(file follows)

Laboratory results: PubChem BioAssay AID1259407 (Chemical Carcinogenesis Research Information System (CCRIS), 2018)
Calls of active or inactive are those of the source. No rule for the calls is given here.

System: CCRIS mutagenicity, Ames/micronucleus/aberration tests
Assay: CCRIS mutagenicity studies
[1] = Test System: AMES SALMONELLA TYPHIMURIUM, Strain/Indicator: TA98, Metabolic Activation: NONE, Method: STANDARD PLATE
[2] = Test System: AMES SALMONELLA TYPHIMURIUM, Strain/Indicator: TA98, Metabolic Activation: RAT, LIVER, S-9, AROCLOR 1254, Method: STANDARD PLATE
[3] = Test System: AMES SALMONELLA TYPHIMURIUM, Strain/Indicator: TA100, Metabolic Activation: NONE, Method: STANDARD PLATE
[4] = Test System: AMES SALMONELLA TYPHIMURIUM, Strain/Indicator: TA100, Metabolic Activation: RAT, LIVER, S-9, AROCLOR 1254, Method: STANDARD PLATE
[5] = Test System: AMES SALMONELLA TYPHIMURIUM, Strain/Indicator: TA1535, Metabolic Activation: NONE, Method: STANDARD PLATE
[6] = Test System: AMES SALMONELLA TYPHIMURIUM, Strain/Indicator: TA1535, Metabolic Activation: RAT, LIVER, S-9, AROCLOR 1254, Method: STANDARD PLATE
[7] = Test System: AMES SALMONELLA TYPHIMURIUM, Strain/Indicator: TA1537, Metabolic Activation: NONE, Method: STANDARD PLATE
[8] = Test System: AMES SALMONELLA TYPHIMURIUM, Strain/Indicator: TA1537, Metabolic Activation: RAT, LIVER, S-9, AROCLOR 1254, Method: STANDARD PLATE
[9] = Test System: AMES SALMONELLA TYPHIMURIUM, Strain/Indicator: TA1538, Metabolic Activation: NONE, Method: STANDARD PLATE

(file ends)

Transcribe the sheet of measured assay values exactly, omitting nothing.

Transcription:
Laboratory results: PubChem BioAssay AID1259407 (Chemical Carcinogenesis Research Information System (CCRIS), 2018)
Calls of active or inactive are those of the source. No rule for the calls is given here.

System: CCRIS mutagenicity, Ames/micronucleus/aberration tests
Assay: CCRIS mutagenicity studies
[1] = Test System: AMES SALMONELLA TYPHIMURIUM, Strain/Indicator: TA98, Metabolic Activation: NONE, Method: STANDARD PLATE
[2] = Test System: AMES SALMONELLA TYPHIMURIUM, Strain/Indicator: TA98, Metabolic Activation: RAT, LIVER, S-9, AROCLOR 1254, Method: STANDARD PLATE
[3] = Test System: AMES SALMONELLA TYPHIMURIUM, Strain/Indicator: TA100, Metabolic Activation: NONE, Method: STANDARD PLATE
[4] = Test System: AMES SALMONELLA TYPHIMURIUM, Strain/Indicator: TA100, Metabolic Activation: RAT, LIVER, S-9, AROCLOR 1254, Method: STANDARD PLATE
[5] = Test System: AMES SALMONELLA TYPHIMURIUM, Strain/Indicator: TA1535, Metabolic Activation: NONE, Method: STANDARD PLATE
[6] = Test System: AMES SALMONELLA TYPHIMURIUM, Strain/Indicator: TA1535, Metabolic Activation: RAT, LIVER, S-9, AROCLOR 1254, Method: STANDARD PLATE
[7] = Test System: AMES SALMONELLA TYPHIMURIUM, Strain/Indicator: TA1537, Metabolic Activation: NONE, Method: STANDARD PLATE
[8] = Test System: AMES SALMONELLA TYPHIMURIUM, Strain/Indicator: TA1537, Metabolic Activation: RAT, LIVER, S-9, AROCLOR 1254, Method: STANDARD PLATE
[9] = Test System: AMES SALMONELLA TYPHIMURIUM, Strain/Indicator: TA1538, Metabolic Activation: NONE, Method: STANDARD PLATE